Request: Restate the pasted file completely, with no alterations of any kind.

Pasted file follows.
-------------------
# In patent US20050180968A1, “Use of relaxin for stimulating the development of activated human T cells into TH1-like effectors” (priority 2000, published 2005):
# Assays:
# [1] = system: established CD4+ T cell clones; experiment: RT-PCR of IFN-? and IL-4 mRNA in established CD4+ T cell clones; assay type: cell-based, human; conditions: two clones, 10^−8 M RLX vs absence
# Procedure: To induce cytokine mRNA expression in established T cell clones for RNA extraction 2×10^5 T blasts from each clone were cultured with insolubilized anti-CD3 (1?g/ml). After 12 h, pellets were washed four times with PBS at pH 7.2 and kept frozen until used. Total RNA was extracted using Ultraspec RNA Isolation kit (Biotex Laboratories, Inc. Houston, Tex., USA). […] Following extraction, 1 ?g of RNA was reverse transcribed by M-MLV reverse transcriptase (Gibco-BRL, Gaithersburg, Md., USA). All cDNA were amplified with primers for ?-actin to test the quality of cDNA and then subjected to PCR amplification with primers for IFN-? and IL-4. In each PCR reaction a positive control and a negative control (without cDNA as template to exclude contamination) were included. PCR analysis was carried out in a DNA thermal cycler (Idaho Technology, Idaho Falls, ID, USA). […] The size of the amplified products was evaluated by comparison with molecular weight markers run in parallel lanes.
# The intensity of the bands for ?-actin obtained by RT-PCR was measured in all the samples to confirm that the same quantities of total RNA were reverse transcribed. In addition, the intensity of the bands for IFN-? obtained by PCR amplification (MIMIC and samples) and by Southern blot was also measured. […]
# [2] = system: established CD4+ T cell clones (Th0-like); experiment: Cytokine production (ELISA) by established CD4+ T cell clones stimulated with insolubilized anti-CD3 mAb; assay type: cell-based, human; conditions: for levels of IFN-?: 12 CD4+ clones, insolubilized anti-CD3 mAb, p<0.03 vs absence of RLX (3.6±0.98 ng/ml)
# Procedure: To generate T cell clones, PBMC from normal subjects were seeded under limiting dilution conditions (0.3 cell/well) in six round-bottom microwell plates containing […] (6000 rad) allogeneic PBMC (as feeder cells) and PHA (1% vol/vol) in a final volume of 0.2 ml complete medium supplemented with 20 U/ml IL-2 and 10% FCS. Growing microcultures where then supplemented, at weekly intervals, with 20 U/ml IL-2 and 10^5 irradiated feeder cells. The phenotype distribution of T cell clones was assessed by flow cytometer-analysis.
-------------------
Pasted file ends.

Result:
# In patent US20050180968A1, “Use of relaxin for stimulating the development of activated human T cells into TH1-like effectors” (priority 2000, published 2005):
# Assays:
# [1] = system: established CD4+ T cell clones; experiment: RT-PCR of IFN-? and IL-4 mRNA in established CD4+ T cell clones; assay type: cell-based, human; conditions: two clones, 10^−8 M RLX vs absence
# Procedure: To induce cytokine mRNA expression in established T cell clones for RNA extraction 2×10^5 T blasts from each clone were cultured with insolubilized anti-CD3 (1?g/ml). After 12 h, pellets were washed four times with PBS at pH 7.2 and kept frozen until used. Total RNA was extracted using Ultraspec RNA Isolation kit (Biotex Laboratories, Inc. Houston, Tex., USA). […] Following extraction, 1 ?g of RNA was reverse transcribed by M-MLV reverse transcriptase (Gibco-BRL, Gaithersburg, Md., USA). All cDNA were amplified with primers for ?-actin to test the quality of cDNA and then subjected to PCR amplification with primers for IFN-? and IL-4. In each PCR reaction a positive control and a negative control (without cDNA as template to exclude contamination) were included. PCR analysis was carried out in a DNA thermal cycler (Idaho Technology, Idaho Falls, ID, USA). […] The size of the amplified products was evaluated by comparison with molecular weight markers run in parallel lanes.
# The intensity of the bands for ?-actin obtained by RT-PCR was measured in all the samples to confirm that the same quantities of total RNA were reverse transcribed. In addition, the intensity of the bands for IFN-? obtained by PCR amplification (MIMIC and samples) and by Southern blot was also measured. […]
# [2] = system: established CD4+ T cell clones (Th0-like); experiment: Cytokine production (ELISA) by established CD4+ T cell clones stimulated with insolubilized anti-CD3 mAb; assay type: cell-based, human; conditions: for levels of IFN-?: 12 CD4+ clones, insolubilized anti-CD3 mAb, p<0.03 vs absence of RLX (3.6±0.98 ng/ml)
# Procedure: To generate T cell clones, PBMC from normal subjects were seeded under limiting dilution conditions (0.3 cell/well) in six round-bottom microwell plates containing […] (6000 rad) allogeneic PBMC (as feeder cells) and PHA (1% vol/vol) in a final volume of 0.2 ml complete medium supplemented with 20 U/ml IL-2 and 10% FCS. Growing microcultures where then supplemented, at weekly intervals, with 20 U/ml IL-2 and 10^5 irradiated feeder cells. The phenotype distribution of T cell clones was assessed by flow cytometer-analysis.